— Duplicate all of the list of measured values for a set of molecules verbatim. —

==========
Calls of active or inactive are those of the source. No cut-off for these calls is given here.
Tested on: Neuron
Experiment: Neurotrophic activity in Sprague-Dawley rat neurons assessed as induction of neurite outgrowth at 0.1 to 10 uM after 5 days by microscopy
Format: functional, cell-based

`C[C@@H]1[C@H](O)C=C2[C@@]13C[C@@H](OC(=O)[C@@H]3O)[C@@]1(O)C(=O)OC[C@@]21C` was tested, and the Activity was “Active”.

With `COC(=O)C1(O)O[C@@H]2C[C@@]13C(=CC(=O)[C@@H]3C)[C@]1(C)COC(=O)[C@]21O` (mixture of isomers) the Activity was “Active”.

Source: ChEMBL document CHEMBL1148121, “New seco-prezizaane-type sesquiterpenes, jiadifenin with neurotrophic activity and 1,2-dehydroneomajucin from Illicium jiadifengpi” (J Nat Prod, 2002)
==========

Calls of active or inactive are those of the source. No cut-off for these calls is given here.
Tested on: Neuron
Experiment: Neurotrophic activity in Sprague-Dawley rat neurons assessed as induction of neurite outgrowth at 0.1 to 10 uM after 5 days by microscopy
Format: functional, cell-based

`C[C@@H]1[C@H](O)C=C2[C@@]13C[C@@H](OC(=O)[C@@H]3O)[C@@]1(O)C(=O)OC[C@@]21C` was tested, and the Activity was “Active”.

With `COC(=O)C1(O)O[C@@H]2C[C@@]13C(=CC(=O)[C@@H]3C)[C@]1(C)COC(=O)[C@]21O` (mixture of isomers) the Activity was “Active”.

Source: ChEMBL document CHEMBL1148121, “New seco-prezizaane-type sesquiterpenes, jiadifenin with neurotrophic activity and 1,2-dehydroneomajucin from Illicium jiadifengpi” (J Nat Prod, 2002)